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New DCF secretary wants transparency, changes for children 3:57

New DCF secretary wants transparency, changes for children

Terez A. Paylor breaks down the Chiefs-Bills matchup 2:35

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His son 'was failed in Kansas' says father of dead child 4:17

His son 'was failed in Kansas' says father of dead child

Crowds, discounts and marathon shopping—Black Friday 2017 is here 1:36

Crowds, discounts and marathon shopping—Black Friday 2017 is here

Darrelle Revis, Chiefs cornerback: full video interview with KC media 8:47

Darrelle Revis, Chiefs cornerback: full video interview with KC media

Footage shows North Korean defector's escape 6:39

Footage shows North Korean defector's escape

Andy Reid answers questions about new Chief Darrelle Revis 9:33

Andy Reid answers questions about new Chief Darrelle Revis

Watch Tech N9ne perform for KC kids at Santa's Wonderland 2:25

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Negro Leagues Baseball Museum unveils Bob Motley statue 1:11

Negro Leagues Baseball Museum unveils Bob Motley statue

Watch: Burglar breaks out window at Waldo Jewelers 0:17

Watch: Burglar breaks out window at Waldo Jewelers

  • Brown recluse spider bite causes necrosis in man's leg

    John Dean of Drexel, Mo., didn't know when or where he got bitten, but a brown recluse spider bite caused cellular death, or necrosis, to a section of the back of his thigh, as well as a secondary infection that spread to a much larger area. Dean goes to Truman Medical Center May 4, 2017, for a follow-up visit. Video by Jill Toyoshiba, story by Andy Marso. Brown recluse video from Missouri Department of Conservation and Kansas State University.

John Dean of Drexel, Mo., didn't know when or where he got bitten, but a brown recluse spider bite caused cellular death, or necrosis, to a section of the back of his thigh, as well as a secondary infection that spread to a much larger area. Dean goes to Truman Medical Center May 4, 2017, for a follow-up visit. Video by Jill Toyoshiba, story by Andy Marso. Brown recluse video from Missouri Department of Conservation and Kansas State University. Jill Toyoshiba, Missouri Department of Conservation and Kansas State University The Kansas City Star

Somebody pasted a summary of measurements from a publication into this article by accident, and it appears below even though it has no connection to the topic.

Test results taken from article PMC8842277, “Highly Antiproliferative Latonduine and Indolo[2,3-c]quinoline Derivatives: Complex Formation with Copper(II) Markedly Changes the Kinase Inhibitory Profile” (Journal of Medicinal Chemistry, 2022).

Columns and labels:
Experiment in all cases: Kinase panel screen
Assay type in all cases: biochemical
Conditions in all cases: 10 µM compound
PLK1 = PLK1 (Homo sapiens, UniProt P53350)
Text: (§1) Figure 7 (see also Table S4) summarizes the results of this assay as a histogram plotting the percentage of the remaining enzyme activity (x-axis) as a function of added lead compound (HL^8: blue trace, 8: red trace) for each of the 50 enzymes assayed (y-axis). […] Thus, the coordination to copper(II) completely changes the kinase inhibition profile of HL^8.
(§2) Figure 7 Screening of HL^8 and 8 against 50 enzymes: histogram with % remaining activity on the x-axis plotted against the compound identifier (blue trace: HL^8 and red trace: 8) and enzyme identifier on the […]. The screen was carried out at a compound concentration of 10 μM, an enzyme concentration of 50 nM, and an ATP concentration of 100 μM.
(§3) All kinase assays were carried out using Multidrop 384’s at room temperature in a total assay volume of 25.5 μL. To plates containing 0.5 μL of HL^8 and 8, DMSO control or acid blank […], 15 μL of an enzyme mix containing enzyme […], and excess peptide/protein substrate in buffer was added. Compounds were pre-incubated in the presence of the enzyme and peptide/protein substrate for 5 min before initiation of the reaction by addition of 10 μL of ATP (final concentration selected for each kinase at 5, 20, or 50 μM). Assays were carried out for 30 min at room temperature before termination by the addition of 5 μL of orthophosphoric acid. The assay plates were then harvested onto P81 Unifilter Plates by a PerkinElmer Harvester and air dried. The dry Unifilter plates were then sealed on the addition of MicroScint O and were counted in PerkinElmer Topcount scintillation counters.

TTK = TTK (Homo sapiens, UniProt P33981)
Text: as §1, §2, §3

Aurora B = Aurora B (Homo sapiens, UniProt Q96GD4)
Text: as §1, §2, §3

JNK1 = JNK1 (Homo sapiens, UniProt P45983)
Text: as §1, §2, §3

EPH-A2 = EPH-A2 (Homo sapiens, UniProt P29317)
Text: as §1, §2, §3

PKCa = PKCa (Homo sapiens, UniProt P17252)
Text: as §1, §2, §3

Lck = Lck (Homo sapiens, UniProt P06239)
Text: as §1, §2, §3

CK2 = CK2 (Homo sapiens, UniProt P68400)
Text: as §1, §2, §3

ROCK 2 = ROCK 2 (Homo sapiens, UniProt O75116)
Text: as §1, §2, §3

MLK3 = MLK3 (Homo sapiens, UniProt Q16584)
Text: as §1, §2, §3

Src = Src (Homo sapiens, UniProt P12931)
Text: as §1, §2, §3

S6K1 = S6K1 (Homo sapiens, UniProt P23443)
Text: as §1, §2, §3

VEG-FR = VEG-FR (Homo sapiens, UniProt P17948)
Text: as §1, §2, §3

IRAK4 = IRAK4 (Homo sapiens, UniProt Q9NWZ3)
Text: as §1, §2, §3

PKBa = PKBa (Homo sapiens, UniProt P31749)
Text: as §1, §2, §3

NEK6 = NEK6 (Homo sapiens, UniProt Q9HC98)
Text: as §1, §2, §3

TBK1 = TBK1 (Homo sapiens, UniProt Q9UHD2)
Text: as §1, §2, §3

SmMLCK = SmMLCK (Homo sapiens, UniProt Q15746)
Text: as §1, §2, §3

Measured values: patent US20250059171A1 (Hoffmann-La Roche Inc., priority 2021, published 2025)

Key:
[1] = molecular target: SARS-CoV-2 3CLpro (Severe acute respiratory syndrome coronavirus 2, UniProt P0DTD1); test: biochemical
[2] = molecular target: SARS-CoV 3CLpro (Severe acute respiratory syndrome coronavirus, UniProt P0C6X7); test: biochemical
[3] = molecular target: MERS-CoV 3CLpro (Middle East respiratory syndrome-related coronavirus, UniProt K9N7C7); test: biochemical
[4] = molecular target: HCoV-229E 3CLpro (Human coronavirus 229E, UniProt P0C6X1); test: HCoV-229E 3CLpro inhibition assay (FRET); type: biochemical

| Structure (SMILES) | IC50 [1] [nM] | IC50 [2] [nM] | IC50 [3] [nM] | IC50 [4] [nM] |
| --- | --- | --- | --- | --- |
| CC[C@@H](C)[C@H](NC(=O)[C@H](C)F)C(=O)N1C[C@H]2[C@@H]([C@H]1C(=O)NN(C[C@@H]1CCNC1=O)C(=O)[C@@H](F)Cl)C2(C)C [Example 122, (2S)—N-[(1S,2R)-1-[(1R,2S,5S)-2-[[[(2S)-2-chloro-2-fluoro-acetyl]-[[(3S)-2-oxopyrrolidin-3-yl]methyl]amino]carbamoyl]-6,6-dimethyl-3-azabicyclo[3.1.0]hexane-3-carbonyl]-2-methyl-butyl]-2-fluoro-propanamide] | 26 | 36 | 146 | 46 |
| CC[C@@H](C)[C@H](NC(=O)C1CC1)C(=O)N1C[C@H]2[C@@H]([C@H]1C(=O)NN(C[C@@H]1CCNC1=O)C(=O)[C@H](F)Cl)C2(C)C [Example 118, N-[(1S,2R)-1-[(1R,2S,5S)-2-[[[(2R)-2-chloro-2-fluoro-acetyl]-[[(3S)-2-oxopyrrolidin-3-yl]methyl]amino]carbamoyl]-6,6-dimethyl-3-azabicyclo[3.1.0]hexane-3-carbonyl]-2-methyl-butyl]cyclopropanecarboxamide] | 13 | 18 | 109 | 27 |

John Dean of Drexel, Mo., didn't know when or where he got bitten, but a brown recluse spider bite caused cellular death, or necrosis, to a section of the back of his thigh, as well as a secondary infection that spread to a much larger area. Dean goes to Truman Medical Center May 4, 2017, for a follow-up visit. Video by Jill Toyoshiba, story by Andy Marso. Brown recluse video from Missouri Department of Conservation and Kansas State University. Jill Toyoshiba, Missouri Department of Conservation and Kansas State University The Kansas City Star

Brown recluse bite in Missouri a cautionary tale for patients and providers

May 10, 2017 07:00 AM

UPDATED May 10, 2017 09:17 AM

More Videos

New DCF secretary wants transparency, changes for children 3:57

New DCF secretary wants transparency, changes for children

Terez A. Paylor breaks down the Chiefs-Bills matchup 2:35

Terez A. Paylor breaks down the Chiefs-Bills matchup

His son 'was failed in Kansas' says father of dead child 4:17

His son 'was failed in Kansas' says father of dead child

Crowds, discounts and marathon shopping—Black Friday 2017 is here 1:36

Crowds, discounts and marathon shopping—Black Friday 2017 is here

Darrelle Revis, Chiefs cornerback: full video interview with KC media 8:47

Darrelle Revis, Chiefs cornerback: full video interview with KC media

Footage shows North Korean defector's escape 6:39

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Andy Reid answers questions about new Chief Darrelle Revis

Watch Tech N9ne perform for KC kids at Santa's Wonderland 2:25

Watch Tech N9ne perform for KC kids at Santa's Wonderland

Negro Leagues Baseball Museum unveils Bob Motley statue 1:11

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Watch: Burglar breaks out window at Waldo Jewelers 0:17

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  • First treatment that genetically modifies patients’ cells to destroy cancer approved by FDA

    T-cells are one of immune system’s key soldiers, targeting infected or abnormal cells but cancer can block those defenses. Now scientists are genetically modifying patients own cells to make them smarter and tougher at seeking out and destroying cancer. One version is called CAR-T cell therapy, T-cells customized to zero in on a patients specific kind of cancer.